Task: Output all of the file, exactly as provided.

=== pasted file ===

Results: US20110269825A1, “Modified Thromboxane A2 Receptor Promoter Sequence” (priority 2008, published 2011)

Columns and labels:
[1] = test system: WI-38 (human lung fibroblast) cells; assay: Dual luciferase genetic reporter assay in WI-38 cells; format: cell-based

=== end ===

Results: US20110269825A1, “Modified Thromboxane A2 Receptor Promoter Sequence” (priority 2008, published 2011)

Columns and labels:
[1] = test system: WI-38 (human lung fibroblast) cells; assay: Dual luciferase genetic reporter assay in WI-38 cells; format: cell-based